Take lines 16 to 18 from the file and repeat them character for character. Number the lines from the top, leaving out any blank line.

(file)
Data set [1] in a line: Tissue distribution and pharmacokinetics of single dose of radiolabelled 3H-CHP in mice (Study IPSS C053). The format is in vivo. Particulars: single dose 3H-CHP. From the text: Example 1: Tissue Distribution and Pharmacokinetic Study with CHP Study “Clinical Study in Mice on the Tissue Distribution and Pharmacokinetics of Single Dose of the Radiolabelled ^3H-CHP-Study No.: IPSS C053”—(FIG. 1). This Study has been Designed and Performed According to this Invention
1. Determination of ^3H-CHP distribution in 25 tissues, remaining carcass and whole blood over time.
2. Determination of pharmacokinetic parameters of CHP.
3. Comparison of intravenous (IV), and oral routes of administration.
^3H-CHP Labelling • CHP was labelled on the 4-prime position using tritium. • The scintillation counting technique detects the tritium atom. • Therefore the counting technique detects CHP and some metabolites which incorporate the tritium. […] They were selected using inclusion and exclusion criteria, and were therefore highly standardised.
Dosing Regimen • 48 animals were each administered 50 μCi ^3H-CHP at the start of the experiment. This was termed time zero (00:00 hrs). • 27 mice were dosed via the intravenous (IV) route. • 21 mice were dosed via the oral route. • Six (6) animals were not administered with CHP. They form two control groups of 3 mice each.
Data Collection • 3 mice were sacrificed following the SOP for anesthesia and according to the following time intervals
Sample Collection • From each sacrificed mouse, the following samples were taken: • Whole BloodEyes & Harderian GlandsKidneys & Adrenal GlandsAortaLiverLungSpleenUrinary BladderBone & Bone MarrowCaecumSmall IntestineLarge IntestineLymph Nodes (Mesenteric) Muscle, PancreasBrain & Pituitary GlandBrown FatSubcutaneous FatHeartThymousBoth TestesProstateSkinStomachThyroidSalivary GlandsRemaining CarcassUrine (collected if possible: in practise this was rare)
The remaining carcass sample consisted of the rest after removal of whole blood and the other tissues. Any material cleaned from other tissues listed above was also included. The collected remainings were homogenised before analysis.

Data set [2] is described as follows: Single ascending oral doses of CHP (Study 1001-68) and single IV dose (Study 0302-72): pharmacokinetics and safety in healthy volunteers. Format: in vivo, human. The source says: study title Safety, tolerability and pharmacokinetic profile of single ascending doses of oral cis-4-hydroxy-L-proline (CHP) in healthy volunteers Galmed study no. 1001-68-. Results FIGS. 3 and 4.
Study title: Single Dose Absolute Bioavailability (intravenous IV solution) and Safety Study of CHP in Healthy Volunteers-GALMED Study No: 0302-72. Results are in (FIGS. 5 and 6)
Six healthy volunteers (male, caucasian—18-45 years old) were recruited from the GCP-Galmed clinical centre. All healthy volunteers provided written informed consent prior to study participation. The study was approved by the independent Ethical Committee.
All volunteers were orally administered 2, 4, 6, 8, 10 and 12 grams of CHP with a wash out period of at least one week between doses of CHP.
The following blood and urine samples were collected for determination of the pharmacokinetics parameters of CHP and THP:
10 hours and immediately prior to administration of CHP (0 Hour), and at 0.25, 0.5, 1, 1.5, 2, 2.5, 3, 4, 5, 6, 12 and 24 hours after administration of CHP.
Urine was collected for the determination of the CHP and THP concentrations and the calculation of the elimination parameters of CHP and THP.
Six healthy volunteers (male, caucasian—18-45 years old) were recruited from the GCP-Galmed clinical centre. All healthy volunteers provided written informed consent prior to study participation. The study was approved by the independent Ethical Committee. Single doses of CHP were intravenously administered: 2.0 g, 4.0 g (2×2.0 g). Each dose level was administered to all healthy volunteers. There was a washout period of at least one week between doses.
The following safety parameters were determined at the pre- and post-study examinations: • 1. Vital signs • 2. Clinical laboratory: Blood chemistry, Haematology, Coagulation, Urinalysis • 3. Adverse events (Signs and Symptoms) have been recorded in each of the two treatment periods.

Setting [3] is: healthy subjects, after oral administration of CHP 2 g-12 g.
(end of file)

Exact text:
Urine was collected for the determination of the CHP and THP concentrations and the calculation of the elimination parameters of CHP and THP.
Six healthy volunteers (male, caucasian—18-45 years old) were recruited from the GCP-Galmed clinical centre. All healthy volunteers provided written informed consent prior to study participation. The study was approved by the independent Ethical Committee. Single doses of CHP were intravenously administered: 2.0 g, 4.0 g (2×2.0 g). Each dose level was administered to all healthy volunteers. There was a washout period of at least one week between doses.
The following safety parameters were determined at the pre- and post-study examinations: • 1. Vital signs • 2. Clinical laboratory: Blood chemistry, Haematology, Coagulation, Urinalysis • 3. Adverse events (Signs and Symptoms) have been recorded in each of the two treatment periods.